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Vanilla Toffee Cookies

Feb
20


Those look good, don’t they?

There was this time, years ago, that I made fun of Alton Brown for weighing cake batter (to make perfectly even cake layers).

Yeah.

So I admit that I weigh cake batter, cookie dough, bread dough, all kinds of things now. But I have an excuse! It’s because I started selling these items and when you promise, for example, a certain number of cookies and a certain weight, then you start going all Alton Brown about it. And I have to admit also that if everything you put in the oven together is the same size then everything bakes properly in the same amount of time.

I’m a weird combination of total perfectionism and very non-anal retentive, so there’s part of me that likes this and part of me that’s, like, how ridiculous. If I’m just baking for myself, I don’t even like to measure ingredients! I don’t like to give people a recipe (beforehand) when I’m teaching breadbaking. Me: “I want you to get a feel for the dough. Just pour some yeast into your hand, some sugar, start adding the flour, get to know how your dough should feel.” Though I always give them a recipe afterward.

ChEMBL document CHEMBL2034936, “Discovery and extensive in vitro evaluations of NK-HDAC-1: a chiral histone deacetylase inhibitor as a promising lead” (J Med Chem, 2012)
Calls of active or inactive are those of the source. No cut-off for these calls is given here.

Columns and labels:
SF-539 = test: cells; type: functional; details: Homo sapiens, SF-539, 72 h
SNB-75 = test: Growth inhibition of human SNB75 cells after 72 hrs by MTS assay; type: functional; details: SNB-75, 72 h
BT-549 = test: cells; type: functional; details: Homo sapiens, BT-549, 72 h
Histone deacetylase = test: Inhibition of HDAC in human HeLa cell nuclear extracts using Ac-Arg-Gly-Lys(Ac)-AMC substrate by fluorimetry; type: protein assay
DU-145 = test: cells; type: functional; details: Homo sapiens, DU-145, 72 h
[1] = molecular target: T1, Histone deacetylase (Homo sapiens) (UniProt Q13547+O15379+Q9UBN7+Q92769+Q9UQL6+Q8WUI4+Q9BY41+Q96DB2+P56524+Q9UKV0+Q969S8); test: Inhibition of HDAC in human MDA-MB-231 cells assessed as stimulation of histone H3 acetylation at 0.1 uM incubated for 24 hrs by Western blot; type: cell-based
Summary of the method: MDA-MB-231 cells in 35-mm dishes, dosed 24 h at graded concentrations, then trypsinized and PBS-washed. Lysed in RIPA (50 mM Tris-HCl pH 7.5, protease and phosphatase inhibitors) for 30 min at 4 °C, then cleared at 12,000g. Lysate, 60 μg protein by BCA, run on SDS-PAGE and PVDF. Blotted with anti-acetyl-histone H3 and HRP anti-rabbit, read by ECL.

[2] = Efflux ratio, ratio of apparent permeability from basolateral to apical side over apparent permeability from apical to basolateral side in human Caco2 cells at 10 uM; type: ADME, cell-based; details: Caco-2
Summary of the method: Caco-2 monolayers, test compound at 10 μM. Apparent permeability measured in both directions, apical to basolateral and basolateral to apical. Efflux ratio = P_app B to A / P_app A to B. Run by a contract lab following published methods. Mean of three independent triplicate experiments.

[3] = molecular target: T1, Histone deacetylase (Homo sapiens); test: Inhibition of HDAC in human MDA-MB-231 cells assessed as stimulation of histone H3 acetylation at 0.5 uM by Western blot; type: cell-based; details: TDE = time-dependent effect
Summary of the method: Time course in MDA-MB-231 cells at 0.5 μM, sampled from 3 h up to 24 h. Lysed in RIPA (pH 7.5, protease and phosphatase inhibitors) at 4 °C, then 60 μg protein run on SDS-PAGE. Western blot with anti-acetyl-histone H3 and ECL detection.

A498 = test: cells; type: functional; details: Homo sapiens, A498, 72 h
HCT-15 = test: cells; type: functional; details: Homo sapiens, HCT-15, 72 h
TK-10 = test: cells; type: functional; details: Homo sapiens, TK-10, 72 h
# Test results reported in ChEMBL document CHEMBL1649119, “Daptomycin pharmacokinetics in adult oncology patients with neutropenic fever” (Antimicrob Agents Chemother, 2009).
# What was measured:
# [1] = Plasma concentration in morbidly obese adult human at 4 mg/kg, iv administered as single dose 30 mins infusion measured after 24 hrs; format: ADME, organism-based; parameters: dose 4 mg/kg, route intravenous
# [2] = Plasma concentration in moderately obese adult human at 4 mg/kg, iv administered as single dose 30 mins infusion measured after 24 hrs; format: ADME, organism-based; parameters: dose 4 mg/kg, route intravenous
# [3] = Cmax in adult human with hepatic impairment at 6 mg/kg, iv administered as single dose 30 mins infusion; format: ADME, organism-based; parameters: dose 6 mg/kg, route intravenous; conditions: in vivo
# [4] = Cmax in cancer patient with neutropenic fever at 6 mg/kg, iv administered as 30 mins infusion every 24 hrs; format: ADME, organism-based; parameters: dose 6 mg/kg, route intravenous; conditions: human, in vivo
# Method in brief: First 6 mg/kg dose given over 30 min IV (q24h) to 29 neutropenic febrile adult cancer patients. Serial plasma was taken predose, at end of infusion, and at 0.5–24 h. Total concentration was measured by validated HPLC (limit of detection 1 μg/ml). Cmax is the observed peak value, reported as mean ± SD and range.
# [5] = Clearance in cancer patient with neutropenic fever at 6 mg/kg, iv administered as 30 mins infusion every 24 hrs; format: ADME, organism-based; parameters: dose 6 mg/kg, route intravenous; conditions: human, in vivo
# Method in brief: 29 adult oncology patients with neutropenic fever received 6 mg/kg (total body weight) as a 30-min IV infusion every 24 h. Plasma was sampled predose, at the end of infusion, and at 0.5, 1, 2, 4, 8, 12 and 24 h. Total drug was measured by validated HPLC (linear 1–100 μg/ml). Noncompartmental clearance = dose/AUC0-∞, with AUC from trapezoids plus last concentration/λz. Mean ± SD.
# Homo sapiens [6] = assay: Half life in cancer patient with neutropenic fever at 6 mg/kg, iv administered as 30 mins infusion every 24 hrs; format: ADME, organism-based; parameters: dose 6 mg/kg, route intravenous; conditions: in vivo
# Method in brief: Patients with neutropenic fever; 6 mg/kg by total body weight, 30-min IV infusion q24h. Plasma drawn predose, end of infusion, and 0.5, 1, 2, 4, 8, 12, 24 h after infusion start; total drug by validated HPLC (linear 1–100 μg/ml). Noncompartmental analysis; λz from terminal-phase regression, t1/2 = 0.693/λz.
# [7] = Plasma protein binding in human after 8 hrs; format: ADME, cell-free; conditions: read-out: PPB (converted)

Anyway! Here’s an ACTUAL recipe, with measurements, though you don’t really have to weigh the cookie dough, honest! (If you want to weigh them, an ounce is a good size. But you can forget I said that if you want.)

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How to make Vanilla Toffee Cookies:

1 cup butter (or margarine if you insist)
1 cup packed brown sugar
1/2 cup sugar
2 eggs
1 teaspoon vanilla (or a dollop, you know)
1/2 teaspoon baking soda
2 1/2 cups flour
1 12-ounce package vanilla baking chips
1/2 cup toffee bit (Heath Bar bits)

Mix together butter and sugar; add the eggs, vanilla, and baking soda, then stir in the flour a cup at a time until you’ve got it all mixed well. Gently stir in the vanilla chips and toffee bits.

Chill the dough for at least an hour–it’s so much easier to work with cold. Shape dough into balls then roll in sugar. (Because. We always need more sugar. You can skip this step if you want.)

Chill again, at least one hour, more is better. If you’re in a hurry, put the cookie balls in the freezer for about half an hour. Cold dough holds shape better in the oven.

Bake in a preheated 375-degree oven for about 8 minutes or until lightly browned.

Makes about 3 dozen, depending on size.

This cookie is a uniquely different and delicious twist on the average chocolate chip cookie (it’s a chocolate chip cookie-based type dough), and all I can say is that these went FAST around here!

See this recipe at Farm Bell Recipes and save it to your recipe box.
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The Difference Between Scones and Biscuits

Dec
30

I love biscuits. Seriously. I love Southern-style biscuits made with butter and soft self-rising flour. I love Northern-style biscuits, the type of biscuits my mother with her English roots taught me to make when I was 9 years old. And I love scones, which are not biscuits, though they are often confused as an English-style biscuit. And I suppose you could get away with saying that, but really, they aren’t biscuits!